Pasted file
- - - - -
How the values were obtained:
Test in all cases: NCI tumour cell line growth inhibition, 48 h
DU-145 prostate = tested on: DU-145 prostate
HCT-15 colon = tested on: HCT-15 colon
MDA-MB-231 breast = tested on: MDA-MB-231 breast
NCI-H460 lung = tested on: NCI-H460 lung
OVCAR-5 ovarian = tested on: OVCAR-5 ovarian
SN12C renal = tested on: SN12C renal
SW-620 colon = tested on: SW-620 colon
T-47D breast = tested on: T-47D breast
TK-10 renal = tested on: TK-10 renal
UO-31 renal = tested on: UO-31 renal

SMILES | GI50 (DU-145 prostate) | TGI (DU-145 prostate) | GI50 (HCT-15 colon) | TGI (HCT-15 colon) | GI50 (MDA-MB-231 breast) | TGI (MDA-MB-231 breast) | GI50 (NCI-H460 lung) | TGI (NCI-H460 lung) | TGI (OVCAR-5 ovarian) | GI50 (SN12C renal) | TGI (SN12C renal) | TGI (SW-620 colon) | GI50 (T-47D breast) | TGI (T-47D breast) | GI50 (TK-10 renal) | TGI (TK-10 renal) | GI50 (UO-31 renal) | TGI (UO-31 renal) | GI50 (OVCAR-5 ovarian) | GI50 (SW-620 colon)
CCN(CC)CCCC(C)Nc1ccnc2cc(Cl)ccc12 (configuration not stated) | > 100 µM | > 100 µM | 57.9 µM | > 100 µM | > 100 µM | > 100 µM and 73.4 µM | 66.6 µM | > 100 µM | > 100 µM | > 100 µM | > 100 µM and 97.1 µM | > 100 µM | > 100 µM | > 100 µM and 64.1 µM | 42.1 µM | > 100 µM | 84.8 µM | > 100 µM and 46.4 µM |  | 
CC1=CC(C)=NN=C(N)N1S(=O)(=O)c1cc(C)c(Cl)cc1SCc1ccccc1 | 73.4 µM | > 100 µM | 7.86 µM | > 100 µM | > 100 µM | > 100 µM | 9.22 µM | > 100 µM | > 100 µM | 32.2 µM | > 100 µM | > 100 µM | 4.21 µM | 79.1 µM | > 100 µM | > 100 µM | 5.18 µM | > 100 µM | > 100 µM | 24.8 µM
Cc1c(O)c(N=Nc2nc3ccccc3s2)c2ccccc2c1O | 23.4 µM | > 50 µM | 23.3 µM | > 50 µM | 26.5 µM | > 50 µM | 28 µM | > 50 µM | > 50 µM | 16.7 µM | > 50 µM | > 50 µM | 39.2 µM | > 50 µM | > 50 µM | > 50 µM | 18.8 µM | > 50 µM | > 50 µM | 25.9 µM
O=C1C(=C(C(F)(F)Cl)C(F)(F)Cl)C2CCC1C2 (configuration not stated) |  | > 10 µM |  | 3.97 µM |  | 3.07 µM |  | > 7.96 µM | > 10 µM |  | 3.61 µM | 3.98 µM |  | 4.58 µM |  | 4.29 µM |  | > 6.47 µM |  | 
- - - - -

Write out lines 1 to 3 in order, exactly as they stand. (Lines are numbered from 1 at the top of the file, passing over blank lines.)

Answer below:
How the values were obtained:
Test in all cases: NCI tumour cell line growth inhibition, 48 h
DU-145 prostate = tested on: DU-145 prostate